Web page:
While some seeds seem to be immortal, most seeds don't last forever—unless they're carefully stored in seed banks or in some cases, preserved in liquid nitrogen. This is critical because many plants are under threat of disappearing forever—about 68 percent of evaluated plant species. We’ll do Seed Banking 101 with Kate Sackman, Murphy Westwood of Morton Arboretum and Kayri Haven of Chicago Botanic Garden.
With the centennial of the Armenian genocide around the corner, the international community is bringing light to the killing of 1.5 million Armenians by the Ottoman Empire. We talk to Peter Balakian about the rhetoric behind this international debate. Refugee One also joins us on the show to talk about the growing number of Syrian refugees and we host our monthly EcoMyths segment.
With busy lives, caring for the environment can seem overwhelming, but EcoMyths Alliance says being green takes less time and effort than you think. We ask two experts to help bust the myth that you’re “too busy to care for nature”. Kevin Ogorzalek of the Center for Humans and Nature and John Barrett with the Brushwood Center at Ryerson Woods, will tell us how doing just a little, every day, makes a huge difference.
Brazilian president Dilma Rousseff is facing stiff opposition from protesters as people take to the streets and call for her impeachment. We also look at an art exhibit about a controversial Northern Irish tradition and microplastics are featured on this month's EccoMyths.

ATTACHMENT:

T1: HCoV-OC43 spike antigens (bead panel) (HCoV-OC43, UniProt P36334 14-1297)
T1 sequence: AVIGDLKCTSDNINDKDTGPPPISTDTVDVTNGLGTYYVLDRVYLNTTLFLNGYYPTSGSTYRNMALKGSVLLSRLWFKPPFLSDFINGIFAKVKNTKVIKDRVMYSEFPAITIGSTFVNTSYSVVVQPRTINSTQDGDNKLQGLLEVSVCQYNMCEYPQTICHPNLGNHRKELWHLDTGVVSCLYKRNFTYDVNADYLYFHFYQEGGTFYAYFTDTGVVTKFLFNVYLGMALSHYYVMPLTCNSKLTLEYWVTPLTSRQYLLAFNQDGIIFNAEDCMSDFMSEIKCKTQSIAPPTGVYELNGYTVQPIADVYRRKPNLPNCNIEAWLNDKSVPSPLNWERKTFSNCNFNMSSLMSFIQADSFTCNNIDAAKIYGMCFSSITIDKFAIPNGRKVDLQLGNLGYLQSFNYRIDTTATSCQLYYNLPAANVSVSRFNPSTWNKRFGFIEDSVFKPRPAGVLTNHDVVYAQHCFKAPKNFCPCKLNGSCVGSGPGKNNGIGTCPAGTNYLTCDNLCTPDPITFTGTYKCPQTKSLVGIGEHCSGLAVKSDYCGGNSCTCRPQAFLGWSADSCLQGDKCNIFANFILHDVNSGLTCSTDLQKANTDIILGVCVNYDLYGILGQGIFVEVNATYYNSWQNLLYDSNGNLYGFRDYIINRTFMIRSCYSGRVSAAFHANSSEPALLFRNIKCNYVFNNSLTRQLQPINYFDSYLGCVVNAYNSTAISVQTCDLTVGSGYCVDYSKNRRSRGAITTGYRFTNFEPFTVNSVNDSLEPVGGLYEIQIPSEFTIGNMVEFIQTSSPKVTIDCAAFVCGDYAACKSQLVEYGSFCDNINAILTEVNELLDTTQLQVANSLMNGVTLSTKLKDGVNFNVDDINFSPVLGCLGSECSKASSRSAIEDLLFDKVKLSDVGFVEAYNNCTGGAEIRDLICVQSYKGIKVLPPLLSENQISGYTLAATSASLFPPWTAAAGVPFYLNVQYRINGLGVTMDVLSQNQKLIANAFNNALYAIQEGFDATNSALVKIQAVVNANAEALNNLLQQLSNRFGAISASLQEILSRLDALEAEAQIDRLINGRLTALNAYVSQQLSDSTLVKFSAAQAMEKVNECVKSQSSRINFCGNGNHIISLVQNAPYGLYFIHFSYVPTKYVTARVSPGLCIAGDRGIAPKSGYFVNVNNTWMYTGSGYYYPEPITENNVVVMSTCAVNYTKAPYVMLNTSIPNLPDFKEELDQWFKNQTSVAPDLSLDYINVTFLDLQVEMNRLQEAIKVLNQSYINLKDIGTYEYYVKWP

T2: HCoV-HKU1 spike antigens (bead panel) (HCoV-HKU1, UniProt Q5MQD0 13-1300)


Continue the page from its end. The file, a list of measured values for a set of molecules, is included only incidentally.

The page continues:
Plastic makes up 90% of trash picked up in Trash Free Seas ocean cleanups, according to research by Ocean Conservancy. Experts says microplastics - pieces of plastic smaller than 5 millimeters (just under a fifth of an inch) - are as dangerous as 2-liter bottles you might see floating in Lake Michigan or the “Great Pacific garbage patch”. Kate Sackman of EcoMyths Alliance brought experts to find out why microplartics are a big hazard.
Kate Sackman of EcoMyths Alliance says that, “Many environmental organizations use scare tactics to motivate people to take action...For most people, the end result is that they are overwhelmed and too discouraged to act.” For our EcoMyths series, we’ll talk with Sackman and Diane Wood, president of the National Environmental Education Foundation about different methods to inspire people to live "green".
Climate Change is affecting the sleep of certain wildlife, like marmots. They’re a species of large rodents in the squirrel family, such as groundhogs. For our EcoMyths segment, we'll talk about how marmots sleep with Steven Sullivan, senior curator of urban ecology at the Peggy Notebaert Nature Museum and Daniel Blumstein, professor and chair of Ecology and Evolutionary Biology at UCLA.
As the winter chill starts to descend on Chicago, many are gathering their wood kindling. But how energy-efficient and sustainable is wood-burning? For our EcoMyths segment, we’ll get the answer from Kate Sackman of EcoMyths Alliance and her guest, Craig Wright, director of the New Hampshire Air Resources Agency.